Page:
A Land Of Candy
Exploring 5 of Colorado’s Sweet Artisans
By Mary Anderson
With a history that’s even sweeter than the confections they create, Colorado’s candy companies have stood the test of time. Some have survived and prospered throughout two world wars and the Great Depression. They proved even in the worst of times, as long as there is a candy maker, people find a way to treat themselves. Whether that be a juicy piece of hard candy or a rich assortment of chocolates, Colorado’s high altitude and dry climate truly make for a land of scrumptious candy.
Join us as we explore five Colorado ventures that seduced the sweet tooths of America.
Hammond’s Candies • Carl T. Hammond went to his first day of high school and decided he knew enough. One thing he didn’t know is that he would create a global brand of colorful suckers and candy canes.
The story of Hammond’s Candy is one of entrepreneurship and family. Carl never borrowed any money to operate his business. He also never took a salary. Every dollar made was either invested back into the business, or put toward food and supplies for his family. His hard work was an inspiration. Three generations of Hammond’s owned and operated the candy company.
Hammond’s entered the 21st century with new ownership, and a new leader at the helm. Andrew Schuman was hired to lead the company and it was a perfect fit. Maintaining Carl Hammond’s entrepreneurial image but adapting to the changing times, Schuman transformed the business and sales sky rocketed.
Enstrom Candies • For Chester K. “Chet” Enstrom, it wasn’t about making money. Candy was his passion.
“He always said that he’s just making a little candy for a few of his friends and family,” recalled Doug Simons, Jr., vice president of manufacturing, a fourth generation candy maker.
Chet began his journey to toffee stardom in the ice cream business. His favorite part was making the ingredients to mix into the frozen treats, especially toffee. So when the time came for him to open his own shop, he looked to a candy store.
From its humble beginnings to the company it is today, one thing has remained the same: Enstrom was and is a family affair. Currently in its fourth generation, the family puts tradition at the forefront of their brand. It is as much of a tradition for them to make toffee as it is for their customers to enjoy it.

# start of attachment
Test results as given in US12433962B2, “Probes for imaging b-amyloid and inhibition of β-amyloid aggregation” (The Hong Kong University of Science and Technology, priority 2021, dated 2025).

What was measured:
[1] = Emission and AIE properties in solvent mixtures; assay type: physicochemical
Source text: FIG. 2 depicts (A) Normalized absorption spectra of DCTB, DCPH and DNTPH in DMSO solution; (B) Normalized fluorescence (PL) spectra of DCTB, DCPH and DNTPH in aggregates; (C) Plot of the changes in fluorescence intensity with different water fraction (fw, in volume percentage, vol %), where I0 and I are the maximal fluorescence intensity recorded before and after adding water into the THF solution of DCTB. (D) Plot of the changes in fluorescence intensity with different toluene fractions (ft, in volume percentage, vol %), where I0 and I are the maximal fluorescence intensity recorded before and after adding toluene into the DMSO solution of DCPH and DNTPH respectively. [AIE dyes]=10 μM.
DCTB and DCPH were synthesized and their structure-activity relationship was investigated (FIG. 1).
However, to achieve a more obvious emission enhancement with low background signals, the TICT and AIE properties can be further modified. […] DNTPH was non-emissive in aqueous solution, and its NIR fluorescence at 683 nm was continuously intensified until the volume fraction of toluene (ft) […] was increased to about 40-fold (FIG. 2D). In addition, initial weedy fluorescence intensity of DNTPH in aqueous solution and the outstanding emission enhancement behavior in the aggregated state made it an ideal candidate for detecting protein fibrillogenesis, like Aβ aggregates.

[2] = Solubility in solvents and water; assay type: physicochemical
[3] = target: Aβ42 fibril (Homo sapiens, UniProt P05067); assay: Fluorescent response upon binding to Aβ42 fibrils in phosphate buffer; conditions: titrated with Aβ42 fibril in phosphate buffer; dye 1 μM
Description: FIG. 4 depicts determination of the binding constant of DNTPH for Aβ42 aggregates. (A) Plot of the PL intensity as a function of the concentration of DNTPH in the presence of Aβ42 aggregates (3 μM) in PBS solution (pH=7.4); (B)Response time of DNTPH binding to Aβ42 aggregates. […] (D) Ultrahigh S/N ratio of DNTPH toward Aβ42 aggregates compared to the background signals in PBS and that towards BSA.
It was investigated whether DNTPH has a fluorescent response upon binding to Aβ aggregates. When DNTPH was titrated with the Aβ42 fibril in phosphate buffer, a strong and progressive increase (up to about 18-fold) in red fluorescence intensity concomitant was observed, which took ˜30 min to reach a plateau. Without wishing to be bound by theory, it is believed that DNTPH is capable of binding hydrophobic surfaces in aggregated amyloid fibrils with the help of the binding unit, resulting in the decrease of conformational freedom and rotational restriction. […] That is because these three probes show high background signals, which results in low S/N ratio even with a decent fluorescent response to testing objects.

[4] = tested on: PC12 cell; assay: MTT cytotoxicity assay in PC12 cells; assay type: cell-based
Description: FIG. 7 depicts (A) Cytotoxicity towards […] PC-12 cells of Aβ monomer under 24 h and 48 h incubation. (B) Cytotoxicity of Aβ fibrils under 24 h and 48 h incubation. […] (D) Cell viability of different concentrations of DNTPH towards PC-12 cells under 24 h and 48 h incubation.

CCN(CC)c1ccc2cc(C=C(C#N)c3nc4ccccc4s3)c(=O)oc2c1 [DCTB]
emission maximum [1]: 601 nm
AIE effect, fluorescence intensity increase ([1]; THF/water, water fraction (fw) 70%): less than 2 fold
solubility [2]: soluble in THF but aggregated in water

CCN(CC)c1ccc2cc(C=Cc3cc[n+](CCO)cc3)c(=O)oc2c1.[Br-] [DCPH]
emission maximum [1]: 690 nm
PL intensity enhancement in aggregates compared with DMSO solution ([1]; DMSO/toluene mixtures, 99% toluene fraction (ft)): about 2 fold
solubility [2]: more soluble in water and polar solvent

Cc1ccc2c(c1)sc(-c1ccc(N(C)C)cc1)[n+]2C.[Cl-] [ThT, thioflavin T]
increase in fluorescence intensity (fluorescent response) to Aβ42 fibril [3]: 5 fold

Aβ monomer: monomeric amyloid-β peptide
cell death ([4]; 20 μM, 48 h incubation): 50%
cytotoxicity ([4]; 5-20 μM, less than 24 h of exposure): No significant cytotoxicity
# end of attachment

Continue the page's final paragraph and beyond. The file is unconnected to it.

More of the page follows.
Rocky Mountain Chocolate Factory (RMCF) • RMCF is more than just a chocolate store. It’s an experience that includes a massive granite slab, traditional cooking utensils and a copper kettle. Customers get a full view of the candy making show. From fudge to caramel apples, it’s in nearly every Colorado native’s bank of childhood memories.
But for founder Frank Crail, it was Durango’s small town vibe that brought him to Colorado, not his passion for candy making. Crail simply wanted a quiet environment to raise his family of seven and he decided starting a business would be a good way to get involved in the community. After surveying local residents and merchants, the majority expressed the need for a car wash. But one person suggested a candy store and the rest is history.
Jolly Rancher • Those who lived in Wheat Ridge during Jolly Rancher’s time here in Colorado probably remember one thing: the smell. A sweet aroma, coming from founders Bill and Dorothy Harmsen’s family farm in Wheat Ridge, filled the local air. The farm became a tourist attraction, drawing two million visitors a year.
But Jolly Rancher’s true origins trace back to Golden in the late 1940s. Bill was a pilot for Continental Airlines, yet he dreamed of owning his own business. So, they opened an ice cream shop at the base of the iconic “Welcome to Golden” arch. During the winter months, when ice cream sales declined, they made chocolates and then assorted flavors of hard candy. The candy outsold the ice cream and Harmsen had found his niche.
He soon hired engineers to design a piece of machinery that churned out large amounts of high-quality candies.
Russell Stover Candies • Russell Stover, with years of candy making experience, had his first success story with Eskimo Pies, the world’s first ice cream bar covered in chocolate. Partnering with inventor, Christian Nelson, the novelty was an instant success. But, after the patent fell through and competition became too strong, Stover and his wife moved to Colorado and founded “Mrs. Stover’s Bungalow Candies,” the precursor to Russell Stover Candies.
Denver’s Congress Park neighborhood, sitting at exactly 5,280 feet of elevation, was the original home to one of the greatest chocolate candy companies in the nation. Partially made famous by Forest Gump’s “life is like a box of chocolates,” Russell Stover Candies had its humble beginnings in the basement of a bungalow house on Detroit Street. The house, in fact, became such a part of the company’s origins, they delivered their chocolates in a replica on wheels.
Mary Anderson is a freelance graphic designer and writer based in Denver. When she is not designing logos or writing stories, you’ll most likely find her in the mountains exploring the state.